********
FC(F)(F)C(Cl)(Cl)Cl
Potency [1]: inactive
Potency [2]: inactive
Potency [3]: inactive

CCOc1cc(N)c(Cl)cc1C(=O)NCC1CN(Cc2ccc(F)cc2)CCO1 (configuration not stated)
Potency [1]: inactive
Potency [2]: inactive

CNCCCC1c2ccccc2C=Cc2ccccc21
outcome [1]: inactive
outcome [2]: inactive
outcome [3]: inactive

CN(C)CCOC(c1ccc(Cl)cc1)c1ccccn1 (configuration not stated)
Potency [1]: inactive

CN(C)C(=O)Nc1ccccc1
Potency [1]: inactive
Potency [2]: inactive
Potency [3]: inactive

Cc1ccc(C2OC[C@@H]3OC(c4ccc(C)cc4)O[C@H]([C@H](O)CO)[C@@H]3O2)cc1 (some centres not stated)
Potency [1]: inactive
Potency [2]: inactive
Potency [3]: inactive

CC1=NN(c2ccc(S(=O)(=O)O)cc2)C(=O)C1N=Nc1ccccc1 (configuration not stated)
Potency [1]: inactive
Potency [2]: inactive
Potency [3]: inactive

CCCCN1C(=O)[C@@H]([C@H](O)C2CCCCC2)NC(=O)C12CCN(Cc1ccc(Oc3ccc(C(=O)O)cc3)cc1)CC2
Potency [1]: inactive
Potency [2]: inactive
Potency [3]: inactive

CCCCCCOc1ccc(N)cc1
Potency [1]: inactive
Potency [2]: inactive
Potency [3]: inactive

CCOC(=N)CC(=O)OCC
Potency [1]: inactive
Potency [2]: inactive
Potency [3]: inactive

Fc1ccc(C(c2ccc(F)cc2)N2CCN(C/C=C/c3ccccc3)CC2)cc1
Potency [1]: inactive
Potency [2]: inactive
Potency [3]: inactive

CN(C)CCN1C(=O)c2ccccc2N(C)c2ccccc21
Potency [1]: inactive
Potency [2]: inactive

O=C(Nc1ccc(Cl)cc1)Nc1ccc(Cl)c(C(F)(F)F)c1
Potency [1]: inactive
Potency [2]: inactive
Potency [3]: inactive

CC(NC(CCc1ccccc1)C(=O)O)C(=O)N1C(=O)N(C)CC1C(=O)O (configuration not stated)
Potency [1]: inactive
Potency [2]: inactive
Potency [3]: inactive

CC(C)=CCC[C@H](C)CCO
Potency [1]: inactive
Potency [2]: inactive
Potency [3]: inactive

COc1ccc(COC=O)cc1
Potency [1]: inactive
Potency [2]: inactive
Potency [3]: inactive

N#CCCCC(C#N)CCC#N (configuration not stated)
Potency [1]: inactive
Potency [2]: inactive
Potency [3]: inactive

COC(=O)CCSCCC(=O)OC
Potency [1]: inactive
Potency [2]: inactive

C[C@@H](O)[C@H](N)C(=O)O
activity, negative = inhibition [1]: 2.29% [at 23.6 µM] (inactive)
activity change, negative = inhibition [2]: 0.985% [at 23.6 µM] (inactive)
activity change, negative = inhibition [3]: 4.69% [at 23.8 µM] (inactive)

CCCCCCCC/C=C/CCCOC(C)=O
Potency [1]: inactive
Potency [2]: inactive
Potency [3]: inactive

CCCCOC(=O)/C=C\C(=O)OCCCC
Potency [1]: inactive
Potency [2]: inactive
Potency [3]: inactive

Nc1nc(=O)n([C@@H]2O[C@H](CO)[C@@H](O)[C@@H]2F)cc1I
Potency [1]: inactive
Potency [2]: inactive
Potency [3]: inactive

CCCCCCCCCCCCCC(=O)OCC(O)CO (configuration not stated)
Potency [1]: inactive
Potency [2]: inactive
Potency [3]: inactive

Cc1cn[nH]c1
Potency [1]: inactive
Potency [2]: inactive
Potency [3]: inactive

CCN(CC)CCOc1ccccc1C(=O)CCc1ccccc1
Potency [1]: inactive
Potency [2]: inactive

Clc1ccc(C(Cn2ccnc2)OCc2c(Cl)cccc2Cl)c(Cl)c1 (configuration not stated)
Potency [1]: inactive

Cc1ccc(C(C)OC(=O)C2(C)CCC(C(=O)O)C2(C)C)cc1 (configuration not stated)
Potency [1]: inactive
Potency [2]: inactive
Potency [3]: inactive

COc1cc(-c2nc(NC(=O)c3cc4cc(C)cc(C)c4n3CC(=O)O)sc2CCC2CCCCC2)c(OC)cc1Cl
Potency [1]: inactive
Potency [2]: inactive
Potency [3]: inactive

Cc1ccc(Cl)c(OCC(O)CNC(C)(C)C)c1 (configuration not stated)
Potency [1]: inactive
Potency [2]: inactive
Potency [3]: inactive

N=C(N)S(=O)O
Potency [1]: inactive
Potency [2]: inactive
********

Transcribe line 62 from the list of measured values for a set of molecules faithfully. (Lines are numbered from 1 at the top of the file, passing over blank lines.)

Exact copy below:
Potency [1]: inactive